Sir Peter Jackson has labelled the man accused of selling one of his vintage planes and using the money to pay off his own debt a "conman" and a "piranha".

Eugene DeMarco faces six charges relating to fraud during 2016 and 2017 while working for The Vintage Aviator, a company owned by Sir Peter, which sells restored and replica vintage World War I planes.

The movie mogul was called as a witness in the trial in the High Court at Wellington this morning, where he explained how the company and his relationship with DeMarco had come about.

Sir Peter wanted to run a factory building replica World War I planes from scratch, and hired DeMarco to carry out the work. It was also his role to test pilot the aircraft.

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He said it eventually became clear that "Gene didn't like people looking over his shoulder", but he and partner Dame Fran Walsh still wanted to maintain oversight, so appointed two "utterly trustworthy" directors of the company - their personal lawyer and personal accountant.

Eugene DeMarco with a partly reconstructed Albatros DVa airplane. Photo / RNZ, Ruth Beran
Eugene DeMarco with a partly reconstructed Albatros DVa airplane. Photo / RNZ, Ruth Beran

He described how DeMarco came to him asking for a $620,000 loan so he could buy a pair of World War II planes to save them from being sold internationally. It was to be short-term loan, paid off within a year.

But as time went on, the loan still hadn't been repaid.

Sir Peter said DeMarco then spoke to him in 2016 about an "old fella" in Auckland who had won the lottery and wanted to buy some World War I planes to donate to the NZ Warbirds Association.

"This was at a time where there was a lot of tension and pressure around Gene repaying the debt ... There was a lot of, kind of, inherent anger in the air around this," he said.

No solid plans were made to sell the plane, as far as he knew.

"The next thing that I recall was that I was just surfing the internet one evening in earlyish 2017 and I saw a photograph from a New Zealand Warbirds open day."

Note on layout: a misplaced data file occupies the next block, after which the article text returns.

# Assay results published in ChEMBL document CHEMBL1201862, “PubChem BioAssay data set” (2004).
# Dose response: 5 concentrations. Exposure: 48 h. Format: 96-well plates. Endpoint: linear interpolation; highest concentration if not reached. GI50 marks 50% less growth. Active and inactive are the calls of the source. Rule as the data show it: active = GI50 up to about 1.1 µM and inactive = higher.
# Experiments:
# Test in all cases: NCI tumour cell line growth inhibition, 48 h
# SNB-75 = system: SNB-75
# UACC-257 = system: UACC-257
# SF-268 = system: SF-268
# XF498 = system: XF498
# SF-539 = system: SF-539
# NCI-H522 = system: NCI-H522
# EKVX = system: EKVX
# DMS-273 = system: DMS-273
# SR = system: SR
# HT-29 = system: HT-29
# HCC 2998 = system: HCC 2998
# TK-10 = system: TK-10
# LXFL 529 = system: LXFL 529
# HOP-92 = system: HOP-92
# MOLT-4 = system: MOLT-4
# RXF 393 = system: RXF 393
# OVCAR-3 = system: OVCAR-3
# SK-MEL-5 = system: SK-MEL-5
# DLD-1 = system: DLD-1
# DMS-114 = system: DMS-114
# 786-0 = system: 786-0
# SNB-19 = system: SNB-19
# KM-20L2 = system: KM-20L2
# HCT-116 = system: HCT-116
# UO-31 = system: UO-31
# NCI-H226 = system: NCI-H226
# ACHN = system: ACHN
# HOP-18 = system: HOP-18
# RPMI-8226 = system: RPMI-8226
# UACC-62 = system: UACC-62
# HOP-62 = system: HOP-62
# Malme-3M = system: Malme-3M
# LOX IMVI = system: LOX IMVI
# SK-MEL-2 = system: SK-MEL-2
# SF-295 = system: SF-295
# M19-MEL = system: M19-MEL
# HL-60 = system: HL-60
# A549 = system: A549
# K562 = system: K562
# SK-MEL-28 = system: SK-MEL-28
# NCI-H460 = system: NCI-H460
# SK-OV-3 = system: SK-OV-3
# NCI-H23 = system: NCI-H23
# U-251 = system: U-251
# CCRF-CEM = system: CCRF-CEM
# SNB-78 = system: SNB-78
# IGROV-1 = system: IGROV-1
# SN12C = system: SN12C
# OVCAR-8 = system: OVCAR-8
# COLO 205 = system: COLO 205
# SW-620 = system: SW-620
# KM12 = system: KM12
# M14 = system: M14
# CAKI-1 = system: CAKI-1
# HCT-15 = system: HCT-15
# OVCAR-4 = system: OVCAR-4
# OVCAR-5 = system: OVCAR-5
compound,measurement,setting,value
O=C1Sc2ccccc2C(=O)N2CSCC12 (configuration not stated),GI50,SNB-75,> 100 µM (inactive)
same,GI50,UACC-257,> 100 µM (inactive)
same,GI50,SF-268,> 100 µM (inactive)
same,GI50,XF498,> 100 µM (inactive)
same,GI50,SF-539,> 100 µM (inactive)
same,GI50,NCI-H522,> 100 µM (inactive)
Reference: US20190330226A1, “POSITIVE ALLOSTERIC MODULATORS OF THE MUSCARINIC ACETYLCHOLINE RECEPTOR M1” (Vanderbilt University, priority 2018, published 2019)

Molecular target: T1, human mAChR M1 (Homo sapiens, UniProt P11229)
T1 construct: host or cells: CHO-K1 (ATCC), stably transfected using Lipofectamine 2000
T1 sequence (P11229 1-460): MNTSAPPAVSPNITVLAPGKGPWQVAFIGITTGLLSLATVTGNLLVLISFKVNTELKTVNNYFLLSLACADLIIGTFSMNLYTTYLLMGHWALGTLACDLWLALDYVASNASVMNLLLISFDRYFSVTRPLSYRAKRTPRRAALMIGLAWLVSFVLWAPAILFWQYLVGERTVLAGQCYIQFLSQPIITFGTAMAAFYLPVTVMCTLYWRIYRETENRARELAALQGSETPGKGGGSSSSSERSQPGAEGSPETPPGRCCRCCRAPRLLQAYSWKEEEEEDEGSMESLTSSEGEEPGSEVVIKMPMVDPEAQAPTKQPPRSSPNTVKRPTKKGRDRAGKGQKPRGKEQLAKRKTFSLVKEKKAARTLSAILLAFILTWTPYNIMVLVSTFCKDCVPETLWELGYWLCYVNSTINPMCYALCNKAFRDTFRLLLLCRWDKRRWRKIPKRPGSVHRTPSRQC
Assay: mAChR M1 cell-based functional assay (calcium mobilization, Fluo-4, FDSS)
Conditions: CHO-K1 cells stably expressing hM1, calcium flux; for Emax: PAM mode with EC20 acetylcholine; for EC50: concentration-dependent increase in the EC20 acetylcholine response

Sir Peter had spotted a photo of one of his planes. He had not heard anything about a sale being made so began asking questions. It turned out the company had received no money from the sale.

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He then tracked down the man who had bought the planes, who found his chequebook and told him how much he'd paid.

"I said these are vastly overpriced planes, this is not our price," Sir Peter said.

Vintage Aviator manufactures reproductions of World War I era aircraft. Photo / File
Vintage Aviator manufactures reproductions of World War I era aircraft. Photo / File

When questioned by defence lawyer Marc Corlett, QC, Sir Peter said DeMarco was a "conman".

DeMarco had pointed to documents where Sir Peter described other members of the company as lying to him, despite telling the court they were completely trustworthy.

"I think they were both guppies in the clutches of a piranha," he replied.

"I think they were not blameless but they had somebody who manipulated and lied to them and ran rings around them."

The background

DeMarco told the company he had been offered a higher price by the association because they wanted to help him pay off his debts. However, Crown prosecutor Sally Carter earlier told the jury this was a lie.

In order to avoid any extra tax on the inflated price it was agreed the money would go through DeMarco's company called The Old Stick and Rudder, then to The Vintage Aviator (TVAL).

The Warbirds Association and its benefactor believed their money was going straight to TVAL.

They paid 85 per cent of the price in mid-2016, with the remainder due upon delivery.

The Crown said DeMarco used $720,000 to pay off his debt and let another $1m sit in his bank account, and used it for everyday bills.

DeMarco eventually returned some of the money to Warbirds.

He is also accused of using a vintage plane for security in getting a $250,000 BNZ loan, without permission to do so.

- additional reporting by RNZ